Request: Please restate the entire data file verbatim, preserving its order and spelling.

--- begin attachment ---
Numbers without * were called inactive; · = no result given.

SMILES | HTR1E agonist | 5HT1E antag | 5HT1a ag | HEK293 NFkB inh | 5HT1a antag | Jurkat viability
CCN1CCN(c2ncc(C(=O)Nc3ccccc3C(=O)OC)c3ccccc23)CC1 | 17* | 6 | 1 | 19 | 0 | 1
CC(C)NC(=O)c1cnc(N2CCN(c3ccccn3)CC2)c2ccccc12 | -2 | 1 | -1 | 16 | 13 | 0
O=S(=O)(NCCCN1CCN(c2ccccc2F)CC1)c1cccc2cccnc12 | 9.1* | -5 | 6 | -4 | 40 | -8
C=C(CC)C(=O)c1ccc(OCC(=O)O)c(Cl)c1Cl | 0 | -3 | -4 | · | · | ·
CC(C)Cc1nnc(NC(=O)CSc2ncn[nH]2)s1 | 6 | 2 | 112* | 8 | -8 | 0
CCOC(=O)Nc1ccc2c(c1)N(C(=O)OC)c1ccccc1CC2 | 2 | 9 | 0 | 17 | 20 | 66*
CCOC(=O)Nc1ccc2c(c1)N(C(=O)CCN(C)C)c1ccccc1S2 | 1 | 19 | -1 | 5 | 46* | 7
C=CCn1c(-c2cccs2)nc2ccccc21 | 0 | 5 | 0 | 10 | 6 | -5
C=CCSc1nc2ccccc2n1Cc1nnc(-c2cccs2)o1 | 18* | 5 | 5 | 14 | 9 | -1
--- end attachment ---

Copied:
Numbers without * were called inactive; · = no result given.

SMILES | HTR1E agonist | 5HT1E antag | 5HT1a ag | HEK293 NFkB inh | 5HT1a antag | Jurkat viability
CCN1CCN(c2ncc(C(=O)Nc3ccccc3C(=O)OC)c3ccccc23)CC1 | 17* | 6 | 1 | 19 | 0 | 1
CC(C)NC(=O)c1cnc(N2CCN(c3ccccn3)CC2)c2ccccc12 | -2 | 1 | -1 | 16 | 13 | 0
O=S(=O)(NCCCN1CCN(c2ccccc2F)CC1)c1cccc2cccnc12 | 9.1* | -5 | 6 | -4 | 40 | -8
C=C(CC)C(=O)c1ccc(OCC(=O)O)c(Cl)c1Cl | 0 | -3 | -4 | · | · | ·
CC(C)Cc1nnc(NC(=O)CSc2ncn[nH]2)s1 | 6 | 2 | 112* | 8 | -8 | 0
CCOC(=O)Nc1ccc2c(c1)N(C(=O)OC)c1ccccc1CC2 | 2 | 9 | 0 | 17 | 20 | 66*
CCOC(=O)Nc1ccc2c(c1)N(C(=O)CCN(C)C)c1ccccc1S2 | 1 | 19 | -1 | 5 | 46* | 7
C=CCn1c(-c2cccs2)nc2ccccc21 | 0 | 5 | 0 | 10 | 6 | -5
C=CCSc1nc2ccccc2n1Cc1nnc(-c2cccs2)o1 | 18* | 5 | 5 | 14 | 9 | -1